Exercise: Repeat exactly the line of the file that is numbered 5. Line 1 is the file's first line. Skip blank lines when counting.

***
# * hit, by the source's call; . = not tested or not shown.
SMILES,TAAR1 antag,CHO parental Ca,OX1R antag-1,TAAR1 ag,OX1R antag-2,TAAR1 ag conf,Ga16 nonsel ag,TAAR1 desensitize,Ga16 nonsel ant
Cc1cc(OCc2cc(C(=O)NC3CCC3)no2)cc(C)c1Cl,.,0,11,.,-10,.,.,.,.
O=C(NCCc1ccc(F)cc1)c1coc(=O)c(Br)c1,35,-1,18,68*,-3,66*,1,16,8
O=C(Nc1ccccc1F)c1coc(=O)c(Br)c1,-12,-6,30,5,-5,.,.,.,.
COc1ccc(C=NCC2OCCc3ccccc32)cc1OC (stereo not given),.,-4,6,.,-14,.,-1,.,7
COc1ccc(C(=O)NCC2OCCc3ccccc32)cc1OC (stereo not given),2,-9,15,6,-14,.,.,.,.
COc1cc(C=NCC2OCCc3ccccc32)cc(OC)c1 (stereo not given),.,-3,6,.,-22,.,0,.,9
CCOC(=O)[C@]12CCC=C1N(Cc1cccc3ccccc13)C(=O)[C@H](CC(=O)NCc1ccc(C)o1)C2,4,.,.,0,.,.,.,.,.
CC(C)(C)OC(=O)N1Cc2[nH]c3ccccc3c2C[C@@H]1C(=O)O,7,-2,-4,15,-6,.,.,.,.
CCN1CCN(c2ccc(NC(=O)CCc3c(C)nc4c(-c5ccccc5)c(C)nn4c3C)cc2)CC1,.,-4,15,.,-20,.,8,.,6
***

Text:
O=C(Nc1ccccc1F)c1coc(=O)c(Br)c1,-12,-6,30,5,-5,.,.,.,.